The Washington Post
Finance Chief Urges D.C. to Put Cap on Borrowing
D.C. Chief Financial Officer Natwar M. Gandhi, alarmed at the city government’s high rate of borrowing, has recommended establishing a limit that could curtail the District’s ability to take on new publicly financed projects such as a recently proposed professional soccer stadium or a new central library.
In a letter sent yesterday to Mayor Adrian M. Fenty (D) and D.C. Council Chairman Vincent C. Gray (D), Gandhi said the city’s debt over the next few years will grow to a level that threatens to harm the District’s financial standing on Wall Street. The city’s bond ratings have risen to their highest level this year, and Gandhi said he is intent on continuing the improvement.
“All three of the ratings agencies . . . have indicated that they consider the District’s debt burden to be relatively high,” Gandhi wrote.
The District has the highest debt per capita of any major municipality in the nation: $10,429 per person, according to Gandhi’s letter.
Under current law, the District is allowed to
accrue debt service of up to 18 percent of its total expenditures. In his letter, Gandhi recommended setting the cap at 12 percent, with a goal of not exceeding 10 percent.
Currently, the city’s debt service is about 9 percent of its total expenditures. But that figure is scheduled to rise to 12.1 percent by fiscal 2010 because of capital projects that are already approved, said council member Jack Evans (D-Ward 2), chairman of the Finance and Revenue Committee.
Evans said that the city had been borrowing about $300 million to $400 million annually in recent years and that the amount has shot up to more than $700 million. Large, publicly funded projects such as the $611 million baseball stadium and a massive school modernization program — $2.3 billion over a decade — have helped spur the increase.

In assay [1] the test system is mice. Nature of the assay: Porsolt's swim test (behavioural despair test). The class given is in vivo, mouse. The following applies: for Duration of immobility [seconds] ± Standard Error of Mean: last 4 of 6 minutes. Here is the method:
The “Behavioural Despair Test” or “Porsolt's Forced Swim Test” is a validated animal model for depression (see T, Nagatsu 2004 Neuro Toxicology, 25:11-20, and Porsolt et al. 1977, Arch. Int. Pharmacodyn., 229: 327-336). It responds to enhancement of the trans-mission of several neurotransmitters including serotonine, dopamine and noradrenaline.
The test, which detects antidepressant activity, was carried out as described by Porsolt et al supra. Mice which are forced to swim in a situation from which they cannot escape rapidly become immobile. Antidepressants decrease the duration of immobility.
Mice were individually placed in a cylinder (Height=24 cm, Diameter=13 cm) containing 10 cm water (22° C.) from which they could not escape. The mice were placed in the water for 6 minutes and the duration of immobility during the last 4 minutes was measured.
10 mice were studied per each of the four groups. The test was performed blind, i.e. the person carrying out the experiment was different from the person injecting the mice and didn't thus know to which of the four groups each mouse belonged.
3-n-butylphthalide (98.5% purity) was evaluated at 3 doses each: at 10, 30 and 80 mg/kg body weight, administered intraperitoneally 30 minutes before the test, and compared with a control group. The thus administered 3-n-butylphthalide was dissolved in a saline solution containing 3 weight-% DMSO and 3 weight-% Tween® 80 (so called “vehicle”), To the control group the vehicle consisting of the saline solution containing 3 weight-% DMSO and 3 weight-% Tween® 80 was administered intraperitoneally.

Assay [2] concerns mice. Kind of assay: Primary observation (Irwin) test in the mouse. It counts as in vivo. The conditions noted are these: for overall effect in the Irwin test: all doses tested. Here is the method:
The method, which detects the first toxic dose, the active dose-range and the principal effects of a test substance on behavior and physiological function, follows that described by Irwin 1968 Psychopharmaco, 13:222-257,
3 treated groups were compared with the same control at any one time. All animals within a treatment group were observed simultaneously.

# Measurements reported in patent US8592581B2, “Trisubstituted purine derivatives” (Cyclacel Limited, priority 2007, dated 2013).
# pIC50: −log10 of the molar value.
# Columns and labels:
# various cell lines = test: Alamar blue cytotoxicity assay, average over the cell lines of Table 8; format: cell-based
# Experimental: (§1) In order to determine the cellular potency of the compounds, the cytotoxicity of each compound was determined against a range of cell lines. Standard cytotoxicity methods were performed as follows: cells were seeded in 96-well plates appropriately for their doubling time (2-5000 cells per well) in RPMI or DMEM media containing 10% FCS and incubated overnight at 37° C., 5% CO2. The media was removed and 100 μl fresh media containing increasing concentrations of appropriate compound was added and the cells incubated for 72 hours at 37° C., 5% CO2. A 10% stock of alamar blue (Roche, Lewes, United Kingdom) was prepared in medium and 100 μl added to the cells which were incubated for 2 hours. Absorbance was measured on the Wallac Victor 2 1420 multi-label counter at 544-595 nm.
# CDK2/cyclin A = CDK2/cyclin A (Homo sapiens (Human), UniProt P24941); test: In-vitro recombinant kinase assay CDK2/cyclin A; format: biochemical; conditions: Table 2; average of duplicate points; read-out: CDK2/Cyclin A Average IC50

“This letter puts my colleagues and the mayor on notice that we can’t go on these borrowing sprees,” Evans said. He added that the council probably would make an oral agreement to avoid exceeding the proposed limits rather than pass legislation to enact Gandhi’s cap.
Under Gandhi’s proposal, already approved projects — including the ballpark, school modernization program, Washington Convention Center hotel, an affordable-housing fund and the Great Streets project — would not be in jeopardy.
City leaders would, however, face tough choices if they sought additional large projects. Examples include a proposed soccer stadium for D.C. United in Southeast and a much-debated central library proposed for downtown at the site of the old convention center.
“It is crucial that the District implement and adhere to policies and practices that ensure current and long-term financial health,” Gandhi wrote.
Evans noted that the District faces a disadvantage when making its case to Wall Street. Other big cities, he said, get relief on their debt service because capital projects are often defrayed by state and county governments.
But the District is “a city, state and a county,” Evans said. “At the end of the day, that argument falls on deaf ears.”